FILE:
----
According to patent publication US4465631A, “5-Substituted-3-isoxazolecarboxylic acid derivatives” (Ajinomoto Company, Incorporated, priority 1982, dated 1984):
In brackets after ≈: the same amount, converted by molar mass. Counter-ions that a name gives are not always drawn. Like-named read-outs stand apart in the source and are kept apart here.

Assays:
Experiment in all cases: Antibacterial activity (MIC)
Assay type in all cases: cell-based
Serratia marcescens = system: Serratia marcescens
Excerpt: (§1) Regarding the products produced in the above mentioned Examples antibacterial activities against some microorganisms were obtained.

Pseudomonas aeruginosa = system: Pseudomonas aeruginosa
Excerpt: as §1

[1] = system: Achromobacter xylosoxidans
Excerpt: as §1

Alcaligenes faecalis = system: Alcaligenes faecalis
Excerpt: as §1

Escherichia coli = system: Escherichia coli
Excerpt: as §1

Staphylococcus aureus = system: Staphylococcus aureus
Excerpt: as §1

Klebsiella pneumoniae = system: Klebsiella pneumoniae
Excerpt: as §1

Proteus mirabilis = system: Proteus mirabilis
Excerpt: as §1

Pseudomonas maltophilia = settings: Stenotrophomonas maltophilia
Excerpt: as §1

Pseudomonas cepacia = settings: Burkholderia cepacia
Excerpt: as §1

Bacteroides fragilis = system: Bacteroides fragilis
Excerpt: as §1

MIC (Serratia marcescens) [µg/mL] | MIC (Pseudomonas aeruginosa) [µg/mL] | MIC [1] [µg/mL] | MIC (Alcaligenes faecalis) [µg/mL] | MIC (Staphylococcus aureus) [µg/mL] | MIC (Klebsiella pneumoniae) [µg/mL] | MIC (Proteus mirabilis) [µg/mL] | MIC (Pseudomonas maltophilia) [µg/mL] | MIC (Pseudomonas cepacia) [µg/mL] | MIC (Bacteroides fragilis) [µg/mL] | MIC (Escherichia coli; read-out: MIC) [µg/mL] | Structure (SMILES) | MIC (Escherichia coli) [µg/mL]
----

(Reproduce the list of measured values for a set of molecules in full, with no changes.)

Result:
According to patent publication US4465631A, “5-Substituted-3-isoxazolecarboxylic acid derivatives” (Ajinomoto Company, Incorporated, priority 1982, dated 1984):
In brackets after ≈: the same amount, converted by molar mass. Counter-ions that a name gives are not always drawn. Like-named read-outs stand apart in the source and are kept apart here.

Assays:
Experiment in all cases: Antibacterial activity (MIC)
Assay type in all cases: cell-based
Serratia marcescens = system: Serratia marcescens
Excerpt: (§1) Regarding the products produced in the above mentioned Examples antibacterial activities against some microorganisms were obtained.

Pseudomonas aeruginosa = system: Pseudomonas aeruginosa
Excerpt: as §1

[1] = system: Achromobacter xylosoxidans
Excerpt: as §1

Alcaligenes faecalis = system: Alcaligenes faecalis
Excerpt: as §1

Escherichia coli = system: Escherichia coli
Excerpt: as §1

Staphylococcus aureus = system: Staphylococcus aureus
Excerpt: as §1

Klebsiella pneumoniae = system: Klebsiella pneumoniae
Excerpt: as §1

Proteus mirabilis = system: Proteus mirabilis
Excerpt: as §1

Pseudomonas maltophilia = settings: Stenotrophomonas maltophilia
Excerpt: as §1

Pseudomonas cepacia = settings: Burkholderia cepacia
Excerpt: as §1

Bacteroides fragilis = system: Bacteroides fragilis
Excerpt: as §1

MIC (Serratia marcescens) [µg/mL] | MIC (Pseudomonas aeruginosa) [µg/mL] | MIC [1] [µg/mL] | MIC (Alcaligenes faecalis) [µg/mL] | MIC (Staphylococcus aureus) [µg/mL] | MIC (Klebsiella pneumoniae) [µg/mL] | MIC (Proteus mirabilis) [µg/mL] | MIC (Pseudomonas maltophilia) [µg/mL] | MIC (Pseudomonas cepacia) [µg/mL] | MIC (Bacteroides fragilis) [µg/mL] | MIC (Escherichia coli; read-out: MIC) [µg/mL] | Structure (SMILES) | MIC (Escherichia coli) [µg/mL]